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Finance Dictionary and Glossary of Investment Terms
Modern portfolio theory
Principles underlying the analysis and evaluation of rational portfolio choices based on risk-return trade-offs and efficient diversification.
Overall investment strategy that seeks to construct an optimal portfolio by considering the relationship between risk and return, especially as measured by alpha, beta, and R-squared. This theory recommends that the risk of a particular stock should not be looked at on a standalone basis, but rather in relation to how that particular stock's price varies in relation to the variation in price of the market portfolio. The theory goes on to state that given an investor's preferred level of risk, a particular portfolio can be constructed that maximizes expected return for that level of risk. also called modern investment theory.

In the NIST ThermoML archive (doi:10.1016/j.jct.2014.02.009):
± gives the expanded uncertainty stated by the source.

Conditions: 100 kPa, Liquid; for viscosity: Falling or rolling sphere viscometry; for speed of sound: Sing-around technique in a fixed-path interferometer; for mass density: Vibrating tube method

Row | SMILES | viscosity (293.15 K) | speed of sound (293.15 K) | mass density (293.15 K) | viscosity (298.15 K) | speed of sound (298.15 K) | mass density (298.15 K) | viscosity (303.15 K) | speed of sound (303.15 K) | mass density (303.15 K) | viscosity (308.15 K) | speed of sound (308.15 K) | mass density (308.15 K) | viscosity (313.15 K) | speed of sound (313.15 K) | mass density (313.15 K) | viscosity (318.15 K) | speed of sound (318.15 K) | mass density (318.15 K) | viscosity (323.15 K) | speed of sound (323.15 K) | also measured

A sophisticated investment approach developed by University of Chicago economist Harry Markowitz, who won a Nobel Prize in 1990, also called ""portfolio management theory"" or simply ""portfolio theory."" According to ""Wealth Enhancement & Preservation,"" ""Portfolio theory allows investors to estimate both the expected risks and returns, as measured statistically, for their investment portfolios. In his article ''Portfolio Selection'' (in the Journal of Finance, in March 1952), Markowitz described how to combine assets into efficiently diversified portfolios. He demonstrated that investors failed to account correctly for the variance among security returns. It was his position that a portfolio''s risk could be reduced and the expected rate of return could be improved if investments having dissimilar price movements were combined.For example, some companies'' stock tends to follow in step with overall economic trends. These are referred to as cyclical stocks. Other companies tend to do well when the economy does poorly, and these are known as counter-cyclicals. Holding securities that tend to move in concert with each other does not lower your risk. ''Diversification reduces risk only when assets are combined whose prices move inversely, or at different times, in relation to each other.'' ""In other words, Markowitz explained how to best assemble a diversified portfolio, and proved that such a portfolio would likely do well. Markowitz also proved that, all things being equal, the portfolio with the least amount of volatility would do better than one with a greater amount of volatility.